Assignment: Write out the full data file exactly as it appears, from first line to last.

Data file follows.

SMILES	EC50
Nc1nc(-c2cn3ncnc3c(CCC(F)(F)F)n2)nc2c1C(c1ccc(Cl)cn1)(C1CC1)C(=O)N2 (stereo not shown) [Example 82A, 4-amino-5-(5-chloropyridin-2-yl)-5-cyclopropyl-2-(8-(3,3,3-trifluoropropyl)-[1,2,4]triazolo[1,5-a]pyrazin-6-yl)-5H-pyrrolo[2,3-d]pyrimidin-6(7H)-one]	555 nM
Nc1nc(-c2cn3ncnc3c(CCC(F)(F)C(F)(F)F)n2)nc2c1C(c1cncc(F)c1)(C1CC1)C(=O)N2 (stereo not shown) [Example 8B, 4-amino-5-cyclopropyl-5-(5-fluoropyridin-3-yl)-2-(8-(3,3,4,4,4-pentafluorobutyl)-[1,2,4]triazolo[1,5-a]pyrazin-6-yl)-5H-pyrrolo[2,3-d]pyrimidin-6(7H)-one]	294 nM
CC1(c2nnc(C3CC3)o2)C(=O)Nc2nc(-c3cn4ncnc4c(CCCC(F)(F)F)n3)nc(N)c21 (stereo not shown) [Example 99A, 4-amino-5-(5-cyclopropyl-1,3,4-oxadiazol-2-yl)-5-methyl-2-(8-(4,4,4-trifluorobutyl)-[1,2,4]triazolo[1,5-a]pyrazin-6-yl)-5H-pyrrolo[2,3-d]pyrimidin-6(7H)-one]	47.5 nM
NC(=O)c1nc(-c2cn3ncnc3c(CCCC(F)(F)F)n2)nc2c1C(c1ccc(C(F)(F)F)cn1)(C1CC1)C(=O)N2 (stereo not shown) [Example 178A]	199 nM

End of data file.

SMILES	EC50
Nc1nc(-c2cn3ncnc3c(CCC(F)(F)F)n2)nc2c1C(c1ccc(Cl)cn1)(C1CC1)C(=O)N2 (stereo not shown) [Example 82A, 4-amino-5-(5-chloropyridin-2-yl)-5-cyclopropyl-2-(8-(3,3,3-trifluoropropyl)-[1,2,4]triazolo[1,5-a]pyrazin-6-yl)-5H-pyrrolo[2,3-d]pyrimidin-6(7H)-one]	555 nM
Nc1nc(-c2cn3ncnc3c(CCC(F)(F)C(F)(F)F)n2)nc2c1C(c1cncc(F)c1)(C1CC1)C(=O)N2 (stereo not shown) [Example 8B, 4-amino-5-cyclopropyl-5-(5-fluoropyridin-3-yl)-2-(8-(3,3,4,4,4-pentafluorobutyl)-[1,2,4]triazolo[1,5-a]pyrazin-6-yl)-5H-pyrrolo[2,3-d]pyrimidin-6(7H)-one]	294 nM
CC1(c2nnc(C3CC3)o2)C(=O)Nc2nc(-c3cn4ncnc4c(CCCC(F)(F)F)n3)nc(N)c21 (stereo not shown) [Example 99A, 4-amino-5-(5-cyclopropyl-1,3,4-oxadiazol-2-yl)-5-methyl-2-(8-(4,4,4-trifluorobutyl)-[1,2,4]triazolo[1,5-a]pyrazin-6-yl)-5H-pyrrolo[2,3-d]pyrimidin-6(7H)-one]	47.5 nM
NC(=O)c1nc(-c2cn3ncnc3c(CCCC(F)(F)F)n2)nc2c1C(c1ccc(C(F)(F)F)cn1)(C1CC1)C(=O)N2 (stereo not shown) [Example 178A]	199 nM